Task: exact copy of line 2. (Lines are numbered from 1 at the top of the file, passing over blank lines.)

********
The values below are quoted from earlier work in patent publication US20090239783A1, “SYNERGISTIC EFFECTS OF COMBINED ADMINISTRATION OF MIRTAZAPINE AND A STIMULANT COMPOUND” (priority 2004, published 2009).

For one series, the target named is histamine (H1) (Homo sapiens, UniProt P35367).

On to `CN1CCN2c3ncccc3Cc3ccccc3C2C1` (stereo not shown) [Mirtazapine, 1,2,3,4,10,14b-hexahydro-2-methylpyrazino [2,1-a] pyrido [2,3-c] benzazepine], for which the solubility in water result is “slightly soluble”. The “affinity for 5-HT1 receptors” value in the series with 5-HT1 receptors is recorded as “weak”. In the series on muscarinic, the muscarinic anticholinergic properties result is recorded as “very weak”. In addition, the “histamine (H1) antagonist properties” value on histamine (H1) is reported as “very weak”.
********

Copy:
For one series, the target named is histamine (H1) (Homo sapiens, UniProt P35367).